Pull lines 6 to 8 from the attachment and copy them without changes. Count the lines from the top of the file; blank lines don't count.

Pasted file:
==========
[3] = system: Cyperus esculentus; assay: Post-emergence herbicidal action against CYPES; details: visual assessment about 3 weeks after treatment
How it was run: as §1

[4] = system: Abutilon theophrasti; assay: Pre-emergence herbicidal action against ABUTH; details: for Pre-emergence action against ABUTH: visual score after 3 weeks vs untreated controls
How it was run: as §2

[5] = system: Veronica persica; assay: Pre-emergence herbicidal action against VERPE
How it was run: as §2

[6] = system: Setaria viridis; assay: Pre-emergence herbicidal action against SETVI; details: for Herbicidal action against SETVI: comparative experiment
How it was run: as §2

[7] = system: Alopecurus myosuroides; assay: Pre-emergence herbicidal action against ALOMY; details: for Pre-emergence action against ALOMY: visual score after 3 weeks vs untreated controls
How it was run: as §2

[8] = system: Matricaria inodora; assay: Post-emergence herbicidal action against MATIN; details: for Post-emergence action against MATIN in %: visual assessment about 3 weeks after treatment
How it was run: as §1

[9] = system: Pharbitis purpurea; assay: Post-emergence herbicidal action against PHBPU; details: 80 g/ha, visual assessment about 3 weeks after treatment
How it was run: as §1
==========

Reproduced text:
How it was run: as §2

[6] = system: Setaria viridis; assay: Pre-emergence herbicidal action against SETVI; details: for Herbicidal action against SETVI: comparative experiment
How it was run: as §2